U.S. Senator Cynthia Lummis (R-WY) introduced five bills to ensure industries and municipalities are not subject to liability claims if the U.S. Environmental Protection Agency (EPA) designates per- and polyfluoroalkyl substances (PFAS) compounds as hazardous substances. The exempted entities in these bills either do not contribute to PFAS contamination or are required to use PFAS-containing substances through regulations. Lummis introduced this legislation in response to an August 2022 proposed EPA rule to designate two PFAS compounds — PFOS and PFOA — as hazardous substances under the Comprehensive Environmental Response, Compensation and Liability Act (CERCLA), also known as Superfund. The proposed rule would subject any entity with PFAS contamination to potential CERCLA liability from the EPA and third parties. Composting facility operators and others in the waste and wastewater sectors consider themselves “passive receivers” of PFAS-containing material. Should this EPA CERCLA rule be finalized, “passive receivers” would be held liable for PFAS contamination they are not responsible for.
“There is no doubt we need to consider the environmental impacts of PFAS chemicals but suing entities who did not contribute to the contamination is overkill, especially considering some of these entities, such as ranches and water facilities, are just downstream receivers,” said Senator Lummis. Compost manufacturers are covered in Loomis’ Senate bill titled, ‘‘Resource Management PFAS Liability Protection Act of 2023.’’ The legislation states that “no person….may recover costs or damages from a protected entity under the Comprehensive Environmental Response, Compensation, and Liability Act of 1980 (42 U.S.C. 9601 13 et seq.) for costs arising from a release to the environment of a covered perfluoroalkyl or polyfluoroalkyl substance.” This includes “the application or processing of compost in accordance with State law.”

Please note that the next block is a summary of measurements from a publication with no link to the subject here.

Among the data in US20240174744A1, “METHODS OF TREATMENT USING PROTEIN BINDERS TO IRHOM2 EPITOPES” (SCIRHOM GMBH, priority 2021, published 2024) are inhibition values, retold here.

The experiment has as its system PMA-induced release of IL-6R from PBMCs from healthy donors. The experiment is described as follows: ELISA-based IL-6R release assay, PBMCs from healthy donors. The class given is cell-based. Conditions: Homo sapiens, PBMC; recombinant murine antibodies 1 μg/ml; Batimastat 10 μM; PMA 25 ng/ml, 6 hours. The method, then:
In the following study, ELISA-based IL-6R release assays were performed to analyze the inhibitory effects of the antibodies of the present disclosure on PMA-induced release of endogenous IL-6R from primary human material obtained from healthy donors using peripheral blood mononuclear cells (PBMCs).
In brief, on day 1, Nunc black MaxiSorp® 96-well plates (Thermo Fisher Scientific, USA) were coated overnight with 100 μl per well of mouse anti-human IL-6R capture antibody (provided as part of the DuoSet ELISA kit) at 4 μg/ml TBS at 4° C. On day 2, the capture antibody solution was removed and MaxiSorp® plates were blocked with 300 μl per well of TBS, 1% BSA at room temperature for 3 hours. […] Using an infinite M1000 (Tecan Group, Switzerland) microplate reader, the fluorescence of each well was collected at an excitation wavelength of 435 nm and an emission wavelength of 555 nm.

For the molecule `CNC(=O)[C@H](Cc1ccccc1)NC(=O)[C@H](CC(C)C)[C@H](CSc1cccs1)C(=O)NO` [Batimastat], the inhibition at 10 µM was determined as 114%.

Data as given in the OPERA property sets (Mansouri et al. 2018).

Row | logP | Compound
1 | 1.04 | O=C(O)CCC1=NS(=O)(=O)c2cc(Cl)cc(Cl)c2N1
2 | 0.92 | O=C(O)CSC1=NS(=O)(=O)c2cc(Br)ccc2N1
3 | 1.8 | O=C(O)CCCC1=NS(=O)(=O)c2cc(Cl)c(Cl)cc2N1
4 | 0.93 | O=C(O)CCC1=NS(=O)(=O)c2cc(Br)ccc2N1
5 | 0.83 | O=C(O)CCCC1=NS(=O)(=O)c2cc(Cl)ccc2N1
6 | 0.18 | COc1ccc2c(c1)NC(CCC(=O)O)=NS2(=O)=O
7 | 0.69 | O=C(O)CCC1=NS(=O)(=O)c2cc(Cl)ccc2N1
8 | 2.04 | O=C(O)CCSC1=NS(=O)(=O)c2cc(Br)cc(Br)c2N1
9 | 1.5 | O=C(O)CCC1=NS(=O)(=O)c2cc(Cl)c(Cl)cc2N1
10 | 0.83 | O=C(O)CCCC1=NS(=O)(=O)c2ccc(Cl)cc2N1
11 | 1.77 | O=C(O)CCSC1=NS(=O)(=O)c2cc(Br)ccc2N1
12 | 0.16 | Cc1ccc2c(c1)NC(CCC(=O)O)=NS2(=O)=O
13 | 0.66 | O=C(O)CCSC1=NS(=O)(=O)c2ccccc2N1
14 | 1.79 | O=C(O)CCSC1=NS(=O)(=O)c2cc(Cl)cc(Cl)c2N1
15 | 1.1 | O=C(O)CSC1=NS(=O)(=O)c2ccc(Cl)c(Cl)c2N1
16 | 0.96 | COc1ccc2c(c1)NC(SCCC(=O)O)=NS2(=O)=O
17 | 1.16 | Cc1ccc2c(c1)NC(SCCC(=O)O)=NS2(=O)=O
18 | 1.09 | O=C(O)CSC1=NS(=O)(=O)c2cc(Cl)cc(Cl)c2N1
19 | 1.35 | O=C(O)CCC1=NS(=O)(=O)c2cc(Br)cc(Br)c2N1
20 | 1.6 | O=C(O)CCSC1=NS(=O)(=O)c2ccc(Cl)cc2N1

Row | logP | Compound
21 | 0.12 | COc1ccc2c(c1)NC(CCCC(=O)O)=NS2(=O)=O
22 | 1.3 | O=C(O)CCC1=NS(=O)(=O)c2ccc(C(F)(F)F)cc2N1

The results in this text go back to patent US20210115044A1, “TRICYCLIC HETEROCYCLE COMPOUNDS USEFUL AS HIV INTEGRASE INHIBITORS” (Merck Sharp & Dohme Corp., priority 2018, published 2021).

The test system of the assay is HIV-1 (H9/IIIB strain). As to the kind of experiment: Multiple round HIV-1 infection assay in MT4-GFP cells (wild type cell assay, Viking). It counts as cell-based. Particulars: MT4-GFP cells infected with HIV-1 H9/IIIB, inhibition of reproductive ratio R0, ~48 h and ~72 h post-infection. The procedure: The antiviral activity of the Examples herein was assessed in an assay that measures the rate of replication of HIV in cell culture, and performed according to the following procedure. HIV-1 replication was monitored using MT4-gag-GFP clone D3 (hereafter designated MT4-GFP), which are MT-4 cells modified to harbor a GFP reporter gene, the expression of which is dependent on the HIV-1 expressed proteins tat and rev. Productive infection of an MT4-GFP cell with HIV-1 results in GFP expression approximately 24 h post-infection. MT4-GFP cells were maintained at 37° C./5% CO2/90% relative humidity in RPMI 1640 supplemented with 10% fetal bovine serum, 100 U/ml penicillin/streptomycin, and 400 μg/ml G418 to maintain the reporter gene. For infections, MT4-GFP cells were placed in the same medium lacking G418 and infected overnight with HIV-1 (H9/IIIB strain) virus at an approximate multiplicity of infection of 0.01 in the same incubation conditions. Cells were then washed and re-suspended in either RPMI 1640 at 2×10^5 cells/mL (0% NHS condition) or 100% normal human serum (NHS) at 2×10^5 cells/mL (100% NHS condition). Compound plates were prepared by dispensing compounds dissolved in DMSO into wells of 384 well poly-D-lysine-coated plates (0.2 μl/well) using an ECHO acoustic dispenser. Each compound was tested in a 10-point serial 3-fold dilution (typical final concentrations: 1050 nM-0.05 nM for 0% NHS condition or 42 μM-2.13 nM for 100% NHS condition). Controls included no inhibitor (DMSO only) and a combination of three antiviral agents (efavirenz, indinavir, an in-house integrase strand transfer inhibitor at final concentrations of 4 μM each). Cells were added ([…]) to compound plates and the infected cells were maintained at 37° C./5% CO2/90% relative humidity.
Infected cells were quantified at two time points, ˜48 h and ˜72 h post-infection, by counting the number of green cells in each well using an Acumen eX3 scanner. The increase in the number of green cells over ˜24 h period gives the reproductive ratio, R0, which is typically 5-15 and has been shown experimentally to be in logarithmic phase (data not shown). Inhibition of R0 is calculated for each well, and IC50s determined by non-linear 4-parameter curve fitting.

Jeff Ziegenbein with the Inland Empire Utilities Authority, and treasurer of the US Composting Council (USCC), testified at a Congressional Briefing for the Senate Committee on Environment and Public Works about CERCLA liability in relation to compost manufacturers. “The US Composting Council is in full support of Senator Lummis’ efforts to carve out a legislative solution by exempting passive receivers from PFAS CERCLA liability,” explains Frank Franciosi, USCC’s Executive Director. “America’s compost producers are stewards of the environment that provide essential services to both the private and public sectors. Composting and compost application play an important role in this nation’s resource management strategy. This bill keeps the promise that the ‘polluter shall pay’ model intact.”